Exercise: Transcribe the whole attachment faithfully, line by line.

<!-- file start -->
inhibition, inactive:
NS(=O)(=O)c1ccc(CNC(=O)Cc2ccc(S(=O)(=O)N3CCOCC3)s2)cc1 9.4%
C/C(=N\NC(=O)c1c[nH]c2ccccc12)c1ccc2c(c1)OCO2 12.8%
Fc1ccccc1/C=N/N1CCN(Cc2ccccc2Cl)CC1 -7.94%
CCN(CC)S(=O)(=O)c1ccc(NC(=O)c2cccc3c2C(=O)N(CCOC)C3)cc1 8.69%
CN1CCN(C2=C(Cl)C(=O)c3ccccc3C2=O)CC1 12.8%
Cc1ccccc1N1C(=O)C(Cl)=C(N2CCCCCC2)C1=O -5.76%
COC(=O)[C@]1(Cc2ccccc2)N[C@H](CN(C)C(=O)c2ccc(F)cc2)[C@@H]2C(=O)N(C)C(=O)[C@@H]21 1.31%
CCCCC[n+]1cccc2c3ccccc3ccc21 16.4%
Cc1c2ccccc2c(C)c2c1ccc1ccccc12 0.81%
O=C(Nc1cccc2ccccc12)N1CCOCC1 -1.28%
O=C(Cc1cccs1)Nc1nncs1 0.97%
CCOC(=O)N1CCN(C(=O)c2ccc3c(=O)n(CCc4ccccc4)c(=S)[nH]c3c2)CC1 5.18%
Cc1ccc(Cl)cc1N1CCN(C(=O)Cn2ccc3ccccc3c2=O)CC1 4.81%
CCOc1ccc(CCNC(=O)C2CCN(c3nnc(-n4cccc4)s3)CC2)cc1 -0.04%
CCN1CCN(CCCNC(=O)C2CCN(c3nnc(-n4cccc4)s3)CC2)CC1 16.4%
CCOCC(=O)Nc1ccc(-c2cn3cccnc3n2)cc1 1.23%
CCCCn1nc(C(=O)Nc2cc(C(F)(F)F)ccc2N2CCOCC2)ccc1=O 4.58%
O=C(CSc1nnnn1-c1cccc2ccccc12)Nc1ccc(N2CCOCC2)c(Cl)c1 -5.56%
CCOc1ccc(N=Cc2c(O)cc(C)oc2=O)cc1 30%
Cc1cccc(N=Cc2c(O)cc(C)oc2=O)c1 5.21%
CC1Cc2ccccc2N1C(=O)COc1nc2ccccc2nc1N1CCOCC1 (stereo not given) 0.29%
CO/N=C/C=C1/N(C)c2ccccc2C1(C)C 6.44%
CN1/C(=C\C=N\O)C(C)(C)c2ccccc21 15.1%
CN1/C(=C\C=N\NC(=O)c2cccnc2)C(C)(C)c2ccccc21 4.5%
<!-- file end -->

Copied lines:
inhibition, inactive:
NS(=O)(=O)c1ccc(CNC(=O)Cc2ccc(S(=O)(=O)N3CCOCC3)s2)cc1 9.4%
C/C(=N\NC(=O)c1c[nH]c2ccccc12)c1ccc2c(c1)OCO2 12.8%
Fc1ccccc1/C=N/N1CCN(Cc2ccccc2Cl)CC1 -7.94%
CCN(CC)S(=O)(=O)c1ccc(NC(=O)c2cccc3c2C(=O)N(CCOC)C3)cc1 8.69%
CN1CCN(C2=C(Cl)C(=O)c3ccccc3C2=O)CC1 12.8%
Cc1ccccc1N1C(=O)C(Cl)=C(N2CCCCCC2)C1=O -5.76%
COC(=O)[C@]1(Cc2ccccc2)N[C@H](CN(C)C(=O)c2ccc(F)cc2)[C@@H]2C(=O)N(C)C(=O)[C@@H]21 1.31%
CCCCC[n+]1cccc2c3ccccc3ccc21 16.4%
Cc1c2ccccc2c(C)c2c1ccc1ccccc12 0.81%
O=C(Nc1cccc2ccccc12)N1CCOCC1 -1.28%
O=C(Cc1cccs1)Nc1nncs1 0.97%
CCOC(=O)N1CCN(C(=O)c2ccc3c(=O)n(CCc4ccccc4)c(=S)[nH]c3c2)CC1 5.18%
Cc1ccc(Cl)cc1N1CCN(C(=O)Cn2ccc3ccccc3c2=O)CC1 4.81%
CCOc1ccc(CCNC(=O)C2CCN(c3nnc(-n4cccc4)s3)CC2)cc1 -0.04%
CCN1CCN(CCCNC(=O)C2CCN(c3nnc(-n4cccc4)s3)CC2)CC1 16.4%
CCOCC(=O)Nc1ccc(-c2cn3cccnc3n2)cc1 1.23%
CCCCn1nc(C(=O)Nc2cc(C(F)(F)F)ccc2N2CCOCC2)ccc1=O 4.58%
O=C(CSc1nnnn1-c1cccc2ccccc12)Nc1ccc(N2CCOCC2)c(Cl)c1 -5.56%
CCOc1ccc(N=Cc2c(O)cc(C)oc2=O)cc1 30%
Cc1cccc(N=Cc2c(O)cc(C)oc2=O)c1 5.21%
CC1Cc2ccccc2N1C(=O)COc1nc2ccccc2nc1N1CCOCC1 (stereo not given) 0.29%
CO/N=C/C=C1/N(C)c2ccccc2C1(C)C 6.44%
CN1/C(=C\C=N\O)C(C)(C)c2ccccc21 15.1%
CN1/C(=C\C=N\NC(=O)c2cccnc2)C(C)(C)c2ccccc21 4.5%